It’s also important to remember that all of these steps should be taken in anticipation of your financial future – even if it feels far off, the time will come when you need money for retirement. It’s best to start planning now so that you can avoid having a crisis later down the road!
No one ever said that getting a divorce was easy. Just when you think you have everything under control, another expense pops up or a bill comes due. It can be very difficult to live within your means when your income has been reduced by half or more – especially if you don't get child support. However, it is absolutely essential to do so in order to maintain financial stability during this time of upheaval.
Consider Temporarily Scaling Back Your Lifestyle
Until things settle down this may mean eating out less, buying fewer clothes, and spending less time on leisure activities.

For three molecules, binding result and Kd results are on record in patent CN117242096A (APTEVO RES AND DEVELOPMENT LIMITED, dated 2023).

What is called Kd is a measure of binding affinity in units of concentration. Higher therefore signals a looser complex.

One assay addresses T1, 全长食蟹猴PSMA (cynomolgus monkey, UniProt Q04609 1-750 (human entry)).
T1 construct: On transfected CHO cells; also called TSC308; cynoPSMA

It also may be time to reevaluate your housing situation. Do your kids still need 3,000 square feet? Could you downsize to save on rent or mortgage payments? Downsizing can reduce some housing expenses such as electricity and heating costs.
If you work outside of the home, relocating closer to your job can also reduce the cost of gas from commuting back and forth.
The housing market is insane right now, so if you own a house you may consider taking on a roommate. If you're renting, you may want to contact your landlord about subletting. A roommate isn't a long-term solution, but it can help you stay afloat in the short-term, and help another mom out in the middle of a housing crisis.
Filing Taxes After Divorce